The story concerns a young carpenter Tono (Jozef Kroner) who, in an agreement, takes over the old woman's sewing store. The role of Rozalia calls for an actress to be dumb, but not completely stupid. The old woman is clearly smart, but oblivious to the chaos and evil outside of her shop.

Ida Kaminska was a veteran stage actress, and some of her scenes show this. She also has a tendency to be overly annoying in some of her earlier scenes. But, I'm sure this is what the filmmakers were going for. Ms. Lautmannova is dumb, but there's always something underlaying that. She can barely hear, but once she figures everything out, about her situation and herself, she is as effective as a performance can get.

While the early scenes are a little too theatrical, the last scenes are almost incredible. Kaminska totally turns her character is too a heartbreaking creation, and it's hard not to cry when she's in trouble.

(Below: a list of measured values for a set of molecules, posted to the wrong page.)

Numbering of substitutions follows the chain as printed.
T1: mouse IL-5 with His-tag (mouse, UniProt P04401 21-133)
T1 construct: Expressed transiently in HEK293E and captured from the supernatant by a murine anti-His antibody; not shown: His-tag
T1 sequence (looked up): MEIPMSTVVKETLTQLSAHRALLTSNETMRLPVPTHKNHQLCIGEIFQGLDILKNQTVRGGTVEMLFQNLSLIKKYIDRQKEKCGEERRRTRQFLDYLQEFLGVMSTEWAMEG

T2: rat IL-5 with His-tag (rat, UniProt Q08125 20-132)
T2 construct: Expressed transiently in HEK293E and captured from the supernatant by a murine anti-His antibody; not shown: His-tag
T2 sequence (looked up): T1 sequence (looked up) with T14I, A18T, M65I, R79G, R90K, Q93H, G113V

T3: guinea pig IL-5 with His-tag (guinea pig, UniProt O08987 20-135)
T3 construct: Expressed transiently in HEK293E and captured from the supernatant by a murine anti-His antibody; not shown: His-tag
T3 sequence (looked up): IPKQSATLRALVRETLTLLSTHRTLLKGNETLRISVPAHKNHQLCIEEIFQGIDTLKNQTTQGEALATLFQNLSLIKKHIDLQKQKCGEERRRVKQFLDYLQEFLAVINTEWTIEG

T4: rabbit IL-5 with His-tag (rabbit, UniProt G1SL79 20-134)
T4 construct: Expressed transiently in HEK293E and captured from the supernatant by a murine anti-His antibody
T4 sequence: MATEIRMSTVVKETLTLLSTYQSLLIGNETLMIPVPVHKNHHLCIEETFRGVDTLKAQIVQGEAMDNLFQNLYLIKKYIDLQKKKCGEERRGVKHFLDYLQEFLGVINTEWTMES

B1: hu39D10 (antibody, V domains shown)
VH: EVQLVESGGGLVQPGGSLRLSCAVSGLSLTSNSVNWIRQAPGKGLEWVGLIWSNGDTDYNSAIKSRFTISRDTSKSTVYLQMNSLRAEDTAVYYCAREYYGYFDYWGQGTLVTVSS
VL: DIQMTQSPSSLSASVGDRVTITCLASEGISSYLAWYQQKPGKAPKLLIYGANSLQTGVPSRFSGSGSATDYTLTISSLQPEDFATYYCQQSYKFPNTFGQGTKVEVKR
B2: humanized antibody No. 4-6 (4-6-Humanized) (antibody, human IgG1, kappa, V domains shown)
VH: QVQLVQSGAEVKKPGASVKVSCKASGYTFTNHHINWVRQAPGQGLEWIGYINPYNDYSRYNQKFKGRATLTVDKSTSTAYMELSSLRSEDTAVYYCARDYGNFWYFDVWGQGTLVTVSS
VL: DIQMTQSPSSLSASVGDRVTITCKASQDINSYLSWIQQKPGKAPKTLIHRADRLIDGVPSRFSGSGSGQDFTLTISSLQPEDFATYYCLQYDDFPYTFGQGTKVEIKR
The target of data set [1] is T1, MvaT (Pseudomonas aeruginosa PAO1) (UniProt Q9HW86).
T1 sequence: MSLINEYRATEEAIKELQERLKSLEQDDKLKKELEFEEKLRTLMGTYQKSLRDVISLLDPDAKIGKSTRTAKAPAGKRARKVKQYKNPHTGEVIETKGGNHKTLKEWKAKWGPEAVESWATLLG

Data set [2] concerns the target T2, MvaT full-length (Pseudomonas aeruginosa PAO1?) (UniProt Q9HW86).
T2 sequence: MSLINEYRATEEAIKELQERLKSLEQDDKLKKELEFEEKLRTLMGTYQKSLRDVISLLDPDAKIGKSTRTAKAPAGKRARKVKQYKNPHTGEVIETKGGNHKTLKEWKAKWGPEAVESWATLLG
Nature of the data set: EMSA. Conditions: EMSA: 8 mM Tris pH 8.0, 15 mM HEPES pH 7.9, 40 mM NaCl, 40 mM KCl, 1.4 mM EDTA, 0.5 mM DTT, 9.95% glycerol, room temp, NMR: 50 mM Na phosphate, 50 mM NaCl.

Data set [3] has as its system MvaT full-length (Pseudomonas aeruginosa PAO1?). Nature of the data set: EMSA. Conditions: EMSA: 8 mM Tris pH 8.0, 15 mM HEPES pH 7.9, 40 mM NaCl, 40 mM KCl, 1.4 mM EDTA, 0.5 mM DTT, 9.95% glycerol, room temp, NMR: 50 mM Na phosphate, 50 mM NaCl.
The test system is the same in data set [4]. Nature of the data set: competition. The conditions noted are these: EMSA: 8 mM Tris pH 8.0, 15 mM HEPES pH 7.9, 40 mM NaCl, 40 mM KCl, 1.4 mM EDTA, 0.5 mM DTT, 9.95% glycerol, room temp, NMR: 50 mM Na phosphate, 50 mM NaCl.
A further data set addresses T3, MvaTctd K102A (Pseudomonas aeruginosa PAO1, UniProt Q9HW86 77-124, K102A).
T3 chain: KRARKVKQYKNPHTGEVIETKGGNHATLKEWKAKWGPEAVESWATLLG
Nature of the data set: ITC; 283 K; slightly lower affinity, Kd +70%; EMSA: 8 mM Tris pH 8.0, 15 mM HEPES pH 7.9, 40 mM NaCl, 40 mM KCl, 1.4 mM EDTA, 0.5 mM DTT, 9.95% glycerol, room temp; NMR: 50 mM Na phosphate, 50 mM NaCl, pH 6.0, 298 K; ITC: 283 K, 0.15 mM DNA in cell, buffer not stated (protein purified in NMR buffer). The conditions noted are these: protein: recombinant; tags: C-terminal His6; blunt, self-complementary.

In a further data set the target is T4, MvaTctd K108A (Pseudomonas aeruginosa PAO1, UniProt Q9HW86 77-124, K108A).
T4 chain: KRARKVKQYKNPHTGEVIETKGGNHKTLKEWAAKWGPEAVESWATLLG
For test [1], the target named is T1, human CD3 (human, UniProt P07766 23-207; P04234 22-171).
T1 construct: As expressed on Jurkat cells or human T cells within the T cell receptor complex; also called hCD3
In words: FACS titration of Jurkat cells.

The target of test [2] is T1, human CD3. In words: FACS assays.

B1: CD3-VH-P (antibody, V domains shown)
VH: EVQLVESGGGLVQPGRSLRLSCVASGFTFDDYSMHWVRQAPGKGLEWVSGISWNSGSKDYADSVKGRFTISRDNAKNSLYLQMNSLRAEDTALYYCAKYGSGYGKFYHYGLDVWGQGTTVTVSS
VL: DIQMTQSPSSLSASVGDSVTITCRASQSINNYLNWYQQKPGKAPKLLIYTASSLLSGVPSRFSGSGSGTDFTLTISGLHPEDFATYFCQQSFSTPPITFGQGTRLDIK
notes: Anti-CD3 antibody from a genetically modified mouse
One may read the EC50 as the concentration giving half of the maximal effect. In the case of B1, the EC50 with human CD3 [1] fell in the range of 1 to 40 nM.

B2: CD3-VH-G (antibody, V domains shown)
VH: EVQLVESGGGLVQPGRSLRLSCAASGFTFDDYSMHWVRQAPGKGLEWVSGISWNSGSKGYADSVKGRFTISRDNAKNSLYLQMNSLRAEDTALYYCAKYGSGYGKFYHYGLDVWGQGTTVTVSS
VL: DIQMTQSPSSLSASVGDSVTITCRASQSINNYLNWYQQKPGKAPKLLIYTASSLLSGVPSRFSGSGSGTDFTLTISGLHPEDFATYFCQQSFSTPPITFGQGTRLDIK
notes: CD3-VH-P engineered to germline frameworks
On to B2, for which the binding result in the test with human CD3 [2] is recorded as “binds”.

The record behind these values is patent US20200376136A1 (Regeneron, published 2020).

I give her major props for not turning her character into a hopeless old woman either. We actually care for her, and want her to finally wise up to the world around her.

Ida Kaminska gives the kind of performance that is perfect within it's limits. It's a little too much in the beginning, but turns into a solid, heartbreaking work in the latter part of the movie. I do wish there was a little more with handling her background, but, overall, it's a great, effective performance.

Thursday, March 18, 2010

Vanessa Redgrave in "Morgan!"

Vanessa Redgrave received her first nomination (along with her sister) for her performance as Leonie, a sophisticated wife in Morgan!